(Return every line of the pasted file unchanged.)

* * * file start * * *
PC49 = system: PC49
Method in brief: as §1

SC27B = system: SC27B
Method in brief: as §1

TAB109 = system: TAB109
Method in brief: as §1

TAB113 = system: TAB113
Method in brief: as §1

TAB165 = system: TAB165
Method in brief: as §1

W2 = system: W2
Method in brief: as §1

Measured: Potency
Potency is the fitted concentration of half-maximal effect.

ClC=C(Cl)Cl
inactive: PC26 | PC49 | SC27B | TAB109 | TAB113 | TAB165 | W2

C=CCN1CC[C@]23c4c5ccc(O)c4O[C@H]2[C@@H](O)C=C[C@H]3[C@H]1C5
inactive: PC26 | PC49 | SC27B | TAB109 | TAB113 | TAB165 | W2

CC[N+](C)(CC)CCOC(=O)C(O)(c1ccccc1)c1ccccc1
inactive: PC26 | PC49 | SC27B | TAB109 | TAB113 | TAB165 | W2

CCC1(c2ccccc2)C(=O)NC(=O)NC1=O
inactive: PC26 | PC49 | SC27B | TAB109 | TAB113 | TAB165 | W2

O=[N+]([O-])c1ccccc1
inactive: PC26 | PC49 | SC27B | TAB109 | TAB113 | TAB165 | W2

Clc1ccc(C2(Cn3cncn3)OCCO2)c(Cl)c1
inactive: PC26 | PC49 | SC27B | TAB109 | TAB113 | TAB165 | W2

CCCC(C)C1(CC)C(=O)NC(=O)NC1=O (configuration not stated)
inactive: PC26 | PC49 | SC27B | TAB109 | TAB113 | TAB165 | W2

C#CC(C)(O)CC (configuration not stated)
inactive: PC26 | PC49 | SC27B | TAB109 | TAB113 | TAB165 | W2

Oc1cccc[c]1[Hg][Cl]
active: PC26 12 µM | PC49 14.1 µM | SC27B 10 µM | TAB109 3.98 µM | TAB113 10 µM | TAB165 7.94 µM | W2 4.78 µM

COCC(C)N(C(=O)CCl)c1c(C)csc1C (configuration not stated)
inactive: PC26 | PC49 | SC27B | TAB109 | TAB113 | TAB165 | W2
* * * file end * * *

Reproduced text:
PC49 = system: PC49
Method in brief: as §1

SC27B = system: SC27B
Method in brief: as §1

TAB109 = system: TAB109
Method in brief: as §1

TAB113 = system: TAB113
Method in brief: as §1

TAB165 = system: TAB165
Method in brief: as §1

W2 = system: W2
Method in brief: as §1

Measured: Potency
Potency is the fitted concentration of half-maximal effect.

ClC=C(Cl)Cl
inactive: PC26 | PC49 | SC27B | TAB109 | TAB113 | TAB165 | W2

C=CCN1CC[C@]23c4c5ccc(O)c4O[C@H]2[C@@H](O)C=C[C@H]3[C@H]1C5
inactive: PC26 | PC49 | SC27B | TAB109 | TAB113 | TAB165 | W2

CC[N+](C)(CC)CCOC(=O)C(O)(c1ccccc1)c1ccccc1
inactive: PC26 | PC49 | SC27B | TAB109 | TAB113 | TAB165 | W2

CCC1(c2ccccc2)C(=O)NC(=O)NC1=O
inactive: PC26 | PC49 | SC27B | TAB109 | TAB113 | TAB165 | W2

O=[N+]([O-])c1ccccc1
inactive: PC26 | PC49 | SC27B | TAB109 | TAB113 | TAB165 | W2

Clc1ccc(C2(Cn3cncn3)OCCO2)c(Cl)c1
inactive: PC26 | PC49 | SC27B | TAB109 | TAB113 | TAB165 | W2

CCCC(C)C1(CC)C(=O)NC(=O)NC1=O (configuration not stated)
inactive: PC26 | PC49 | SC27B | TAB109 | TAB113 | TAB165 | W2

C#CC(C)(O)CC (configuration not stated)
inactive: PC26 | PC49 | SC27B | TAB109 | TAB113 | TAB165 | W2

Oc1cccc[c]1[Hg][Cl]
active: PC26 12 µM | PC49 14.1 µM | SC27B 10 µM | TAB109 3.98 µM | TAB113 10 µM | TAB165 7.94 µM | W2 4.78 µM

COCC(C)N(C(=O)CCl)c1c(C)csc1C (configuration not stated)
inactive: PC26 | PC49 | SC27B | TAB109 | TAB113 | TAB165 | W2